The New Horizons spacecraft was recently redirected to encounter the Transneptunian Object (TNO) 2014 MU69 on 1 January 2019. In order to optimally plan the fly-by sequencing, we must learn as much about this object in advance of the encounter as possible. In particular, it is critical that we determine, to the best of our ability, if the object is binary (as is the case for ~20% of cold classical TNOs in this size range), the rotation period and shape of the body. All of these parameters influence the encounter design and timing. Existing and proposed HST astrometric datasets constrain its diameter (21-41 km for an albedo of 0.15-0.04) and orbit, and suggest a rotational lightcurve amplitude of >0.3 mags, but cannot determine the rotation period or lightcurve shape. To that end we propose to use 24 HST orbits over ~4 days to measure the lightcurve amplitude of 2014 MU69, and constrain its rotation period to better than 5%. 2014 MU69's orbit identifies it as very typical member of the "cold classical" TNO population. This makes it an ideal target for our spacecraft mission because close-up observations obtained of 2014 MU69 can be extrapolated to understand the cold classical population as a whole, which is the most primitive and least disturbed part of the Kuiper Belt.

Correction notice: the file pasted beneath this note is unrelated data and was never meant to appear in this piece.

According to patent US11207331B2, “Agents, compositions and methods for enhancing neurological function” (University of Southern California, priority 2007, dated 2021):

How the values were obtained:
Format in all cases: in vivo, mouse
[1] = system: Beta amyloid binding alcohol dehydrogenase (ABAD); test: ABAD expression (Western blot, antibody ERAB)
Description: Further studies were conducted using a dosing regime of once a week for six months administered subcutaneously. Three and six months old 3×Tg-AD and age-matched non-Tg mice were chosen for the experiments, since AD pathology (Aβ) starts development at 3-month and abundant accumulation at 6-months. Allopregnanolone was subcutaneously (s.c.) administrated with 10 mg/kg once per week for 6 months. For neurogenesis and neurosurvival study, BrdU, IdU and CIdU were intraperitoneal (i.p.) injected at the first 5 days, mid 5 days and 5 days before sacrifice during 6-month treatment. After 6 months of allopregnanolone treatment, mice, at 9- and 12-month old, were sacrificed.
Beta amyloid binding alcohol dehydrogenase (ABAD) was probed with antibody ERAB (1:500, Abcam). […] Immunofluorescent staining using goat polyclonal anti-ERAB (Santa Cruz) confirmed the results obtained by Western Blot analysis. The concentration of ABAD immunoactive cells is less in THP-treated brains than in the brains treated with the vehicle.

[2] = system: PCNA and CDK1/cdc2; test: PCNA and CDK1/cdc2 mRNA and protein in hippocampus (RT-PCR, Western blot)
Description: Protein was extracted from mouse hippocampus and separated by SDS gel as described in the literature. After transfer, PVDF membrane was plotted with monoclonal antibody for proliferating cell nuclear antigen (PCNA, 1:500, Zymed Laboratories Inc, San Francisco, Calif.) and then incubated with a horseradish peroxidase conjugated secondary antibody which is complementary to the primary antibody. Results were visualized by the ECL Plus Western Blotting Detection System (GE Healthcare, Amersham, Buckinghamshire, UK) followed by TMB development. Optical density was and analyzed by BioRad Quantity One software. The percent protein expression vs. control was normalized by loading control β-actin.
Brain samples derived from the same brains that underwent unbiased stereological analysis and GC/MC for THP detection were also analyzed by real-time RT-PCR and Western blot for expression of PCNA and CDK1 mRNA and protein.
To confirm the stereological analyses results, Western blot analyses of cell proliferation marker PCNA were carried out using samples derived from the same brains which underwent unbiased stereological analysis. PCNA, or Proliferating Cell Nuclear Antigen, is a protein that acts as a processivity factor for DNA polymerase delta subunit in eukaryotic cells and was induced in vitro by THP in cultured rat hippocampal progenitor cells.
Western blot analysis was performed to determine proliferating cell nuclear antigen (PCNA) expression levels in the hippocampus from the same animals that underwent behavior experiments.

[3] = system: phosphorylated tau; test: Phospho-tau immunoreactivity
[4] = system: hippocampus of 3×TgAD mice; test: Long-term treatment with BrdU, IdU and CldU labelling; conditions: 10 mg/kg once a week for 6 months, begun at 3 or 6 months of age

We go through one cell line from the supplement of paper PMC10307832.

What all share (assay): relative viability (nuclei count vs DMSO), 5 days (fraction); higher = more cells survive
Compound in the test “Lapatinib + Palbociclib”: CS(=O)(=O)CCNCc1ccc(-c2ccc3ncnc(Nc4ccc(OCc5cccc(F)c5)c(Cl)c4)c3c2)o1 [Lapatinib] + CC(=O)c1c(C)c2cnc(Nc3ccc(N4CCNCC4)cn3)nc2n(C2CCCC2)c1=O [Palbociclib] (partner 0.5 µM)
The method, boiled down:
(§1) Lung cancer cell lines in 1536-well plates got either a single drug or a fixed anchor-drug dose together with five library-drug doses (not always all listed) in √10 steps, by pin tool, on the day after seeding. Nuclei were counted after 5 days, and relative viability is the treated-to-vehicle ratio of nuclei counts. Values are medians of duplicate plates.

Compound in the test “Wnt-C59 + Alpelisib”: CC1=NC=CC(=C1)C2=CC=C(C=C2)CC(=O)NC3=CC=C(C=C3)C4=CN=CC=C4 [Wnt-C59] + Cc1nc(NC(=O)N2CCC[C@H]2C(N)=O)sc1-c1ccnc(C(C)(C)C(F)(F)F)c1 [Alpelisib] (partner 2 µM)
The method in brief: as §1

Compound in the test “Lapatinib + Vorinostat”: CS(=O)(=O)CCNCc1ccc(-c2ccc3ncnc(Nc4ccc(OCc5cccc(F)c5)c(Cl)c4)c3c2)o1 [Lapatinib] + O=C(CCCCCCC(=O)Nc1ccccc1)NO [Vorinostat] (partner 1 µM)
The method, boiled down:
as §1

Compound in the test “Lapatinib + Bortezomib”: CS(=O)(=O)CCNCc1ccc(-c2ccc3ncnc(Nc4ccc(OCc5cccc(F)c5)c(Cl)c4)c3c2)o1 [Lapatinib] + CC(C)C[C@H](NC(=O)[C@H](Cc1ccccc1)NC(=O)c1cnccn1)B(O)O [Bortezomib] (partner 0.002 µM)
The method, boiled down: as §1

- Pub Date:
- June 2016